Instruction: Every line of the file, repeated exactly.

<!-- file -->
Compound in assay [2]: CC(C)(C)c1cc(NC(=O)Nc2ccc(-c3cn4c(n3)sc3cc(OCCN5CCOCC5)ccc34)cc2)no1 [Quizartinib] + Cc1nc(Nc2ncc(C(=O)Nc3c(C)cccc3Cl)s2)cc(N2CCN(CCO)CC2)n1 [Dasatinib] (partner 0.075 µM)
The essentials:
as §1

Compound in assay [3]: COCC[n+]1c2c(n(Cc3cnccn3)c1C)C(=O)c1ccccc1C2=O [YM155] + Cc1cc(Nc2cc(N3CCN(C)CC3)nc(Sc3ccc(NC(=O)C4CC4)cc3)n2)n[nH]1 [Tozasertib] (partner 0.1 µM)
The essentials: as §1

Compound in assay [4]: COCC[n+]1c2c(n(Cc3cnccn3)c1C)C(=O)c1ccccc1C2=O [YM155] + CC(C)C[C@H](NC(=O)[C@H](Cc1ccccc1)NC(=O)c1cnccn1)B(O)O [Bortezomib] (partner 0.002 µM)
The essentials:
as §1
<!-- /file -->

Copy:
Compound in assay [2]: CC(C)(C)c1cc(NC(=O)Nc2ccc(-c3cn4c(n3)sc3cc(OCCN5CCOCC5)ccc34)cc2)no1 [Quizartinib] + Cc1nc(Nc2ncc(C(=O)Nc3c(C)cccc3Cl)s2)cc(N2CCN(CCO)CC2)n1 [Dasatinib] (partner 0.075 µM)
The essentials:
as §1

Compound in assay [3]: COCC[n+]1c2c(n(Cc3cnccn3)c1C)C(=O)c1ccccc1C2=O [YM155] + Cc1cc(Nc2cc(N3CCN(C)CC3)nc(Sc3ccc(NC(=O)C4CC4)cc3)n2)n[nH]1 [Tozasertib] (partner 0.1 µM)
The essentials: as §1

Compound in assay [4]: COCC[n+]1c2c(n(Cc3cnccn3)c1C)C(=O)c1ccccc1C2=O [YM155] + CC(C)C[C@H](NC(=O)[C@H](Cc1ccccc1)NC(=O)c1cnccn1)B(O)O [Bortezomib] (partner 0.002 µM)
The essentials:
as §1